voyages. The garden is in the Italian taste, but divested of conceits, and far preferable to every style that reigned till our late improvements. The buildings are heavy, and not equal to the purity of the house. The lavish quantity of urns and sculpture behind the garden-front should be retrenched.
Other works designed by Lord Burlington were, the dormitory at Westminster-school, the Assembly-room at York, 1 Lord Harrington's 2 at Petersham, the Duke of Richmond's house at Whitehall, and General Wade's in Cork- street. Both the latter were ill-contrived and inconvenient; but the latter has so beautiful a front, that Lord Chesterfield said, As the general could not live in it to his ease, he had better take a house over against it and look at it. These are mere details relating to this illustrious person's works. 3 His genuine praise is better secured in Mr. Pope's epistle to him.
I ought not to omit that his countess, Lady Dorothy Saville, had no less attachment to the arts than her lord. She drew in crayons, and succeeded admirably in likenesses; but, working with too much rapidity, did not do justice to her genius. She had an uncommon talent too for caricatura.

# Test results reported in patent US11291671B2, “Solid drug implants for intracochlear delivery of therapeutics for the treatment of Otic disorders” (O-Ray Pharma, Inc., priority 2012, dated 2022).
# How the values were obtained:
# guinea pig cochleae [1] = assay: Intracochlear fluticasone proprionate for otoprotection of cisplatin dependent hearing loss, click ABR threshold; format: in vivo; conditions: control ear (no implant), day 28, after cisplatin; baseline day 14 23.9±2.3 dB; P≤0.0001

Under the auspices of Lord Burlington and Lord Pembroke, architecture, as I have said, recovered its genuine lustre. The former, the Apollo of arts, found a proper priest in the person of Mr. Kent. As I mean no panegyric on any man beyond what he deserved, or what to the best of my possibly erroneous judgment I think he deserved, I____________________
The fact was, that the architect, G. Dance, who was the city surveyor, had been preferred to Kent. But Dance afterwards proved that he had an excellent idea of what was required in the construction of a gaol, by his appropriate building of Newgate.-D.